Both Pinky and Virginia Harrington were involved in the organization of the Society for Historical Archaeology, beginning with its first meeting in 1967.[2]

In addition, Harrington's article "Dating Stem Fragments of Seventeenth and Eighteenth Century Clay Tobacco Pipes," published by the Archaeological Society of Virginia in 1954 (Quarterly Bulletin of the Archaeological Society of Virginia 9(1):10-14), presented a series of histograms that showed bore diameters of pipe stems decreasing over time.[2] This data, converted into a regression formula by Lewis Binford, is still used to date pipe stem fragments.[4]


In, 1952 Harrington received the Citation for Distinguished Service from the United States Secretary of the Interior, an award usually given to high-ranking government officials or as a posthumous recognition of major contributions.[2]

In 1981, the Harringtons created the J.C. Harrington Medal, the Society for Historical Archaeology's award recognizing scholastic contributions to the discipline. Pinky Harrington received the first medal at the society's 1982 annual meeting in Philadelphia, and it has been presented yearly since. Other recipients have included John L. Cotter (1984), Edward B. Jelks (1988), and James Deetz (1997).[5]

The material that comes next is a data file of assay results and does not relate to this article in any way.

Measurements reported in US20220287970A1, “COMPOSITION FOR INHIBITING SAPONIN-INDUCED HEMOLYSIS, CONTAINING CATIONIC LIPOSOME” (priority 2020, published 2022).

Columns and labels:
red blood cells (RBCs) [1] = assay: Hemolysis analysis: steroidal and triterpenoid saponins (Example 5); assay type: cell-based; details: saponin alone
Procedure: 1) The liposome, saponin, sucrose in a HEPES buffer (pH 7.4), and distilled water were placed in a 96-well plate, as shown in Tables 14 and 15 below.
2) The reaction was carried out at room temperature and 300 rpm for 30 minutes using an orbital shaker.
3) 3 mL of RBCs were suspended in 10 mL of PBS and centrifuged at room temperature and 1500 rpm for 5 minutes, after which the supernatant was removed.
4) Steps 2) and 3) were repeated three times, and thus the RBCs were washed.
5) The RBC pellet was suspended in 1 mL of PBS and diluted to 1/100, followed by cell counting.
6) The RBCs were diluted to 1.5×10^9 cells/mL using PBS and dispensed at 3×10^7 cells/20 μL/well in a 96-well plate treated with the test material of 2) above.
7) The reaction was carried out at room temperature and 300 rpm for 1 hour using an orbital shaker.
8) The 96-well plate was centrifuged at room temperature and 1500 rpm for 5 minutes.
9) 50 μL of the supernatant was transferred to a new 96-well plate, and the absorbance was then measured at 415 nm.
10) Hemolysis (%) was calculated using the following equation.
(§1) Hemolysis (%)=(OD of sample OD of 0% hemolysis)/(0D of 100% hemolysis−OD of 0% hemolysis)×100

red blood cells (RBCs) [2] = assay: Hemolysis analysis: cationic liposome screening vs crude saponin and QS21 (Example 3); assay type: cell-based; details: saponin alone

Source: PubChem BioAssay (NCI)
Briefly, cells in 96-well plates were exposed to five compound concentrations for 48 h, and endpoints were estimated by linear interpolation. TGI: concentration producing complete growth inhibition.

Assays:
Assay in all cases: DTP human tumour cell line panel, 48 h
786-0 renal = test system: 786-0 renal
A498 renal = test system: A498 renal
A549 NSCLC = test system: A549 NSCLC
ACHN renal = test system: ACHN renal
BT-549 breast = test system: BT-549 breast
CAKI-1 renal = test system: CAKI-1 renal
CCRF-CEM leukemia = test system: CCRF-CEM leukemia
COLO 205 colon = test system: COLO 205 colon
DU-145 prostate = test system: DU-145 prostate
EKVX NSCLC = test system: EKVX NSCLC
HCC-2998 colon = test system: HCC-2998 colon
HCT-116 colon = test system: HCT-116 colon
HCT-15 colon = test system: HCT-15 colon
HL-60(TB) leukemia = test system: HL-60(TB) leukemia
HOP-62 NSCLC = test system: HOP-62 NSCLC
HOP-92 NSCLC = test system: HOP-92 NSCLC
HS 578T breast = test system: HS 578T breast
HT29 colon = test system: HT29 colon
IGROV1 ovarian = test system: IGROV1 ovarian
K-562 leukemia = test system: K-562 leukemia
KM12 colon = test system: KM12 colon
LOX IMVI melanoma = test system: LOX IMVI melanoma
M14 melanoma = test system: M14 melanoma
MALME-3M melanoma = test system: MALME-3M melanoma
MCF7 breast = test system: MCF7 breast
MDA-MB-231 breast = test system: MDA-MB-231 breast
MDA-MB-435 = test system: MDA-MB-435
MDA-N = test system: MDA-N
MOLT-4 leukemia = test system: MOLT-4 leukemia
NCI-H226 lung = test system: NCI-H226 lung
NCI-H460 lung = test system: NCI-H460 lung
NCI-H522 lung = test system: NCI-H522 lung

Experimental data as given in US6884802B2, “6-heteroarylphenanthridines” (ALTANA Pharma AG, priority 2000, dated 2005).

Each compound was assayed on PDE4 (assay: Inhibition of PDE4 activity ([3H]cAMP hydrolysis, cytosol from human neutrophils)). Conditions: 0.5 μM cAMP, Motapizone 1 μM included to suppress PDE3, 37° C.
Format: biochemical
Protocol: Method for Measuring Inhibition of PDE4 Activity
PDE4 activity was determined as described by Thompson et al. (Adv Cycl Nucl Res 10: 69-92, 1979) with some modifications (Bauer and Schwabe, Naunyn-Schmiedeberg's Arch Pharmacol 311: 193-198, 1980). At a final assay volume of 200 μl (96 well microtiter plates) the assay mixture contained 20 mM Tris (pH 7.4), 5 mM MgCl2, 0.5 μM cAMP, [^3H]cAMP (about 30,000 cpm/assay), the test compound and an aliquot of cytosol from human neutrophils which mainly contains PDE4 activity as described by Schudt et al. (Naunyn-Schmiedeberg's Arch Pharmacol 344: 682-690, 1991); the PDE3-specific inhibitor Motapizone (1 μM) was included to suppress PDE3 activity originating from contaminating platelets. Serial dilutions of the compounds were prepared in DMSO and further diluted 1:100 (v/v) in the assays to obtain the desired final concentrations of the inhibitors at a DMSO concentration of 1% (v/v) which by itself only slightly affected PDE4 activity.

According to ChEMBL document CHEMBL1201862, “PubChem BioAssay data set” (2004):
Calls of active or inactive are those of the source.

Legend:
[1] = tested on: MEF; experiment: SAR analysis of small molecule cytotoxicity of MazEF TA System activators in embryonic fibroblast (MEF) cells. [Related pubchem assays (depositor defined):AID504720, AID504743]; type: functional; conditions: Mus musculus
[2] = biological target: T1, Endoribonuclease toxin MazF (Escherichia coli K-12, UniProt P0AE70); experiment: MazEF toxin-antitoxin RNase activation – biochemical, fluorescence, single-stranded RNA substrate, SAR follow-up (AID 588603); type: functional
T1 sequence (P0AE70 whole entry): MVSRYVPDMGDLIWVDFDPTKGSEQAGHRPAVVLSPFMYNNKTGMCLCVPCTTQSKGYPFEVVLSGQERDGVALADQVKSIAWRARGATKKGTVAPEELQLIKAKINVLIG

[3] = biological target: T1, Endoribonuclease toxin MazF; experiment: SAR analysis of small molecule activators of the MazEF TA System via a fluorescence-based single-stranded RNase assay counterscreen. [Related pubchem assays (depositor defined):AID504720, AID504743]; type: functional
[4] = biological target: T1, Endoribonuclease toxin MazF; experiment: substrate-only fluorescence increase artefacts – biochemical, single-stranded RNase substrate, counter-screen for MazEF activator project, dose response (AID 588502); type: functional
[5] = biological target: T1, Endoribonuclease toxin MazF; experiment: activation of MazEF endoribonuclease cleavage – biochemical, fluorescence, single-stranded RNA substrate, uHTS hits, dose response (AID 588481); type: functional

See also[edit]


  1. ^ Hume, Ivor Noël (1994), "Roanoke Island: America's First Science Center", Colonial Williamsburg: The Journal of the Colonial Williamsburg Foundation (Spring issue).
  2. ^ a b c d e f g h i j k l m n o p Miller, George L. (1998). "J. C. Harrington, 1901-1998". Historical Archaeology. 32 (4): 1–7. JSTOR 25616641. 
  3. ^ a b c d SAA Bulletin 16(5): Jean Carl Harrington, 1901-1998
  4. ^ NPS Archeology Program: Archeology for Interpreters
  5. ^ "Awards of the Society for Historical Archaeology: J.C. Harrington Award in Historical Archaeology". Society for Historical Archaeology. Archived from the original on 2011-11-27. Retrieved 2012-03-04.